What is the current day impact of Chipko Movement?
Forest is an asset that provides survival for many Indian villagers where it is not merely in terms of fulfilling their basic needs but also in terms of livelihood. So when trees were felled indiscriminately for commercial and industrial purposes, villagers sought to protect their forests by following the Gandhian method of Satyagraha by hugging the trees when the axe man comes to cut it.
The fact that the villagers undertook to guard the forests from felling also side by side planting the saplings for the coming generations at the cost of their lives made Chipko Movement a worldwide phenomenon. When people questioned the villagers about their action, the villagers are known to have replied that if they plant a tree now it will bear fruits after many years where their children and grandchildren would eat its fruits even if they are no more. When it comes to understanding the Chipko Movement, women of Uttrakhand village would know it perfectly because this has been the way of looking at their forest which supports their lives, and so their sentiments will always be attached to Chipko movement.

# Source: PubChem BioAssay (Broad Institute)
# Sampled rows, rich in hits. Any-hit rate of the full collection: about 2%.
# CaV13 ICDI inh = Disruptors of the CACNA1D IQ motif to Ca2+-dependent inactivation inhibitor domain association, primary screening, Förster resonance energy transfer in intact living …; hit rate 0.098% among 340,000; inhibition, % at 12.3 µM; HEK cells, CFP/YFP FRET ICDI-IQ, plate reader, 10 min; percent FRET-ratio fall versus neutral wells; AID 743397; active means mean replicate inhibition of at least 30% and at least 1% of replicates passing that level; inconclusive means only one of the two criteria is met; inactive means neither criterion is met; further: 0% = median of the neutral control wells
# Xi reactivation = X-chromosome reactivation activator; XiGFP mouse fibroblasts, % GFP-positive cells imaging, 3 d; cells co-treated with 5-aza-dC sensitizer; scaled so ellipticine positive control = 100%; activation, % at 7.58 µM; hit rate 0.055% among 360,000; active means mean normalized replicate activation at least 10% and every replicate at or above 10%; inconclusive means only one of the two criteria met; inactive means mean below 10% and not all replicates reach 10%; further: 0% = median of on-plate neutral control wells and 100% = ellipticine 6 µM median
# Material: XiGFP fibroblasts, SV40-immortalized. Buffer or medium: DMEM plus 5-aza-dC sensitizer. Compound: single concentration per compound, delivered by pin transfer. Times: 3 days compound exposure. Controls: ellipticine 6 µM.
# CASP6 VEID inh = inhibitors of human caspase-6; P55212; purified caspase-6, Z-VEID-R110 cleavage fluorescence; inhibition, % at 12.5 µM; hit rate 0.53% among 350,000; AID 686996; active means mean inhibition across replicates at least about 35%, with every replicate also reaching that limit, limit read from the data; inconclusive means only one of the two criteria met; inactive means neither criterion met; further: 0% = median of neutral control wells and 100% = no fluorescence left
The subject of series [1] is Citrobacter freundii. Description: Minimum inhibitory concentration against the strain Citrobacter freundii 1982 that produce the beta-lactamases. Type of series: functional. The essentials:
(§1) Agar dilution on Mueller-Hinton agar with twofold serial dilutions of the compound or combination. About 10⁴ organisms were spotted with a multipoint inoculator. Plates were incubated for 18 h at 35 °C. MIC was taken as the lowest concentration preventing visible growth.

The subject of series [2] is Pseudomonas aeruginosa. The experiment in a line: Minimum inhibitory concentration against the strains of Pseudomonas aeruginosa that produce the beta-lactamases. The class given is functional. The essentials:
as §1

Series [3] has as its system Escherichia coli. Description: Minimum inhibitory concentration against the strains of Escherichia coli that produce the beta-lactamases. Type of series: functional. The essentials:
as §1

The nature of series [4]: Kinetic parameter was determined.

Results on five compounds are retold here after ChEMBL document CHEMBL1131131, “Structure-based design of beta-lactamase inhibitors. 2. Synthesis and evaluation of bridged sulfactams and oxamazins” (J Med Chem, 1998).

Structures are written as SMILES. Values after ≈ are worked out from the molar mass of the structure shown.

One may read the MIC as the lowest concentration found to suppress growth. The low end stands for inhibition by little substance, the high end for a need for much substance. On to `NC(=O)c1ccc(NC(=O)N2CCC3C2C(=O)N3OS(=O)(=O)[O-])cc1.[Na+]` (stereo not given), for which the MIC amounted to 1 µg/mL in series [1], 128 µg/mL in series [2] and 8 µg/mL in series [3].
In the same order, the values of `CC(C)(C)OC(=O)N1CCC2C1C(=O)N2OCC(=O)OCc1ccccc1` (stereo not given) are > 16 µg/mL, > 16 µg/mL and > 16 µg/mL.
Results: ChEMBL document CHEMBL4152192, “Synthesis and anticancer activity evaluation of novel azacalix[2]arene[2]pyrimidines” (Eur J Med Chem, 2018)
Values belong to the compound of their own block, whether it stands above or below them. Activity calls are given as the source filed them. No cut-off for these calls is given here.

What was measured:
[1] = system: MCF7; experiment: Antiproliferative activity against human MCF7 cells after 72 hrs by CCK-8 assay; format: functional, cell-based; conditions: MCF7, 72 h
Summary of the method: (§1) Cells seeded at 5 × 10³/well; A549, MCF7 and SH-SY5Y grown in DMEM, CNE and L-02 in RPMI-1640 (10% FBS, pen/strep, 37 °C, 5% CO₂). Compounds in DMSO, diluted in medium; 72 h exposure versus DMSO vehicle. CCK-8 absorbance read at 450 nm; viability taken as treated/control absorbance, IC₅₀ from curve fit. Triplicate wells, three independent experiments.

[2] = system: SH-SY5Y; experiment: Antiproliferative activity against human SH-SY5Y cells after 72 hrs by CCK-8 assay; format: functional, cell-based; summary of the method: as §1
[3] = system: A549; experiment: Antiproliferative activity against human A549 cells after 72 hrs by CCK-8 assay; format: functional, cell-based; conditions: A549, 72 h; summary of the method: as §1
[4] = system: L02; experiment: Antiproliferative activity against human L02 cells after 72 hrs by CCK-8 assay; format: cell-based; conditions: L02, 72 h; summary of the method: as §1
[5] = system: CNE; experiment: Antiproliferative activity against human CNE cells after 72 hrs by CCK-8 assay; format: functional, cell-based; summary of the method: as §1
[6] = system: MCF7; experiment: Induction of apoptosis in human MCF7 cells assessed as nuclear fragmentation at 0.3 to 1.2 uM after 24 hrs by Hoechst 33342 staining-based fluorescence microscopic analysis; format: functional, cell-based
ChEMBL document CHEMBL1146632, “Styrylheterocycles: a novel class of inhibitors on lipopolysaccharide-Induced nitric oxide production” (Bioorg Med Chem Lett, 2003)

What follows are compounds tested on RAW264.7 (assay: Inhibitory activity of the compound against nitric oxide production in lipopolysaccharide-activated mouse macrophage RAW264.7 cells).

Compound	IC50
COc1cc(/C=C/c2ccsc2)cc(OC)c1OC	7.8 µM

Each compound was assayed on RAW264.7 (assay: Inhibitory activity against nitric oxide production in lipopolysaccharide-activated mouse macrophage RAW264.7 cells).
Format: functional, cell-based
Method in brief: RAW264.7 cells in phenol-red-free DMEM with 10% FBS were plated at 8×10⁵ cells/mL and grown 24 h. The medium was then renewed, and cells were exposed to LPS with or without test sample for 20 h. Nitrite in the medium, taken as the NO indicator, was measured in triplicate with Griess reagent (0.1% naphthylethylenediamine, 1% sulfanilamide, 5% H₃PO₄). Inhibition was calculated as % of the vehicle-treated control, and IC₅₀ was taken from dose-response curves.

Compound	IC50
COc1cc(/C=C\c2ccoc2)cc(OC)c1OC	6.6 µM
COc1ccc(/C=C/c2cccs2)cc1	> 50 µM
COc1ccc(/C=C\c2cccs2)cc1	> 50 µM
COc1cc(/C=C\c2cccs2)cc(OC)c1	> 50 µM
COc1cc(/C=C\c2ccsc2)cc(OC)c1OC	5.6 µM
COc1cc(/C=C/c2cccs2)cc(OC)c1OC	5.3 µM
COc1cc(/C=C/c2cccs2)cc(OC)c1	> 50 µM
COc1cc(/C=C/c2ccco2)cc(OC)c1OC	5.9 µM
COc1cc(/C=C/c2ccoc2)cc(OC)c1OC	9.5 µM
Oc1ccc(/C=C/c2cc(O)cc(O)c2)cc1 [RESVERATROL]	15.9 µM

Chipko Movement leader like Mr Sundarlal Bahuguna believed that, “Ecology is the permanent economy” and all his life he taught the villagers to protest against the destruction of the forest. There are many movements that formed to save natural resources inspired by Chipko Movement in India and abroad.
In the 1970s, The Chipko movement was taken place in the northern Himalayan segment of Uttar Pradesh. Where it started, that well-known area names as Uttarakhand.
The word “Chipko” means that “to stick” or “to hug”.
The Chipko movement name comes from the word meaning “Embrace”. It is the significant meaning, which describes that how much village people loves and hug to the trees.